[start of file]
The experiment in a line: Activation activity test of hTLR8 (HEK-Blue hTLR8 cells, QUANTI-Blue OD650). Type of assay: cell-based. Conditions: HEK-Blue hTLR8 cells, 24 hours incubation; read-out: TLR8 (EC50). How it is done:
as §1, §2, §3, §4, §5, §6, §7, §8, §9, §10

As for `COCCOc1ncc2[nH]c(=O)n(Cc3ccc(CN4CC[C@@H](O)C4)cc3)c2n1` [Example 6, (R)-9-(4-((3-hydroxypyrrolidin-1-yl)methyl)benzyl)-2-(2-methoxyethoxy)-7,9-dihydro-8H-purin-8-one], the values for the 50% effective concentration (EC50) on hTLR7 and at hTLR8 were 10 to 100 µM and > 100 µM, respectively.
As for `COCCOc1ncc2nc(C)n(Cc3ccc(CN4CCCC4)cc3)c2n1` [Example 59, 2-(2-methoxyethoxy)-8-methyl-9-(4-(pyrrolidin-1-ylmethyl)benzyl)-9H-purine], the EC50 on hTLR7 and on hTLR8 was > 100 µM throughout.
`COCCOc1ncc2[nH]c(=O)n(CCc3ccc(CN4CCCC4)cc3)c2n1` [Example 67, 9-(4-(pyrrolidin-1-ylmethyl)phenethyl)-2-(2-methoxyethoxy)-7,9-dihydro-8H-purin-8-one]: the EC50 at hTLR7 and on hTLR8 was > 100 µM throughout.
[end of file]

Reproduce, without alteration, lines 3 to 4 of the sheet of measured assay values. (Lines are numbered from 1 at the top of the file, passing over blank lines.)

As for `COCCOc1ncc2[nH]c(=O)n(Cc3ccc(CN4CC[C@@H](O)C4)cc3)c2n1` [Example 6, (R)-9-(4-((3-hydroxypyrrolidin-1-yl)methyl)benzyl)-2-(2-methoxyethoxy)-7,9-dihydro-8H-purin-8-one], the values for the 50% effective concentration (EC50) on hTLR7 and at hTLR8 were 10 to 100 µM and > 100 µM, respectively.
As for `COCCOc1ncc2nc(C)n(Cc3ccc(CN4CCCC4)cc3)c2n1` [Example 59, 2-(2-methoxyethoxy)-8-methyl-9-(4-(pyrrolidin-1-ylmethyl)benzyl)-9H-purine], the EC50 on hTLR7 and on hTLR8 was > 100 µM throughout.